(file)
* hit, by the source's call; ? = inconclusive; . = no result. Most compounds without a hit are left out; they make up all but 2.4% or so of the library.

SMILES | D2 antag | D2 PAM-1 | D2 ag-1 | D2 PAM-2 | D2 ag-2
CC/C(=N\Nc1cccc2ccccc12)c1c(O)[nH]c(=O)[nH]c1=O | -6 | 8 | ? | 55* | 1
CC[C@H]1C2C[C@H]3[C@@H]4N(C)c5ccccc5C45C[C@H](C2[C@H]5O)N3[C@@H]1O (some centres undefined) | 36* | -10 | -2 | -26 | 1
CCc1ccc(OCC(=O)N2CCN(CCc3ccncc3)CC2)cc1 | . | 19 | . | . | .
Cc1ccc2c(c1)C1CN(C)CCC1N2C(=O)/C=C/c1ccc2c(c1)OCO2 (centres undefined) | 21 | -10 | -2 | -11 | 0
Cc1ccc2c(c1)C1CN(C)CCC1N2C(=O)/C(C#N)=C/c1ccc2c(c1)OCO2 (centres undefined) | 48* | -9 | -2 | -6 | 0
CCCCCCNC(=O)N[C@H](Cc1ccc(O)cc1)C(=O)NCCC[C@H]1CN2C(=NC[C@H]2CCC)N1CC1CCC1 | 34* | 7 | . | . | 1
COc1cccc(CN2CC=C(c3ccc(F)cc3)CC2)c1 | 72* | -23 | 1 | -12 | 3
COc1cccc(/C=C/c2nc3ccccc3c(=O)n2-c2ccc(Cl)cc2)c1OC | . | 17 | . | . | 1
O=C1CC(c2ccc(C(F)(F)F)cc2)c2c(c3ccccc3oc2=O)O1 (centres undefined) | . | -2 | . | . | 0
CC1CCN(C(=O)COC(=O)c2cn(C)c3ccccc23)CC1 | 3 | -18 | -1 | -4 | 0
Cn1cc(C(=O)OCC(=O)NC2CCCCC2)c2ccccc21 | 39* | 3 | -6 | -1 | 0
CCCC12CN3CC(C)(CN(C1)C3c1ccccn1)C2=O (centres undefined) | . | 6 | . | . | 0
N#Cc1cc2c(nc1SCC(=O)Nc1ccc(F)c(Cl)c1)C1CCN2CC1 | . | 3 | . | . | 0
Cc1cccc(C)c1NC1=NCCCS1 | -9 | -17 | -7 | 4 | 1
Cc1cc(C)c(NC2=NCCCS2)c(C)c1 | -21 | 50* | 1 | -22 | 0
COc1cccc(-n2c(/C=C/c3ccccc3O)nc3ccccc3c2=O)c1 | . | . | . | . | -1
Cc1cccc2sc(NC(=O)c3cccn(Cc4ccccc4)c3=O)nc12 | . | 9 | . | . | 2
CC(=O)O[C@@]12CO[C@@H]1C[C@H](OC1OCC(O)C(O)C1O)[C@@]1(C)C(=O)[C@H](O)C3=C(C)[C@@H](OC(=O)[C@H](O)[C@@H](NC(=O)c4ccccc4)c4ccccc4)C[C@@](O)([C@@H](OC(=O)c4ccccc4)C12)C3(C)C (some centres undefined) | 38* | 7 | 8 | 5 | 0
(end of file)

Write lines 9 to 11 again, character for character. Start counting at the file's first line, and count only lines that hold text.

COc1cccc(CN2CC=C(c3ccc(F)cc3)CC2)c1 | 72* | -23 | 1 | -12 | 3
COc1cccc(/C=C/c2nc3ccccc3c(=O)n2-c2ccc(Cl)cc2)c1OC | . | 17 | . | . | 1
O=C1CC(c2ccc(C(F)(F)F)cc2)c2c(c3ccccc3oc2=O)O1 (centres undefined) | . | -2 | . | . | 0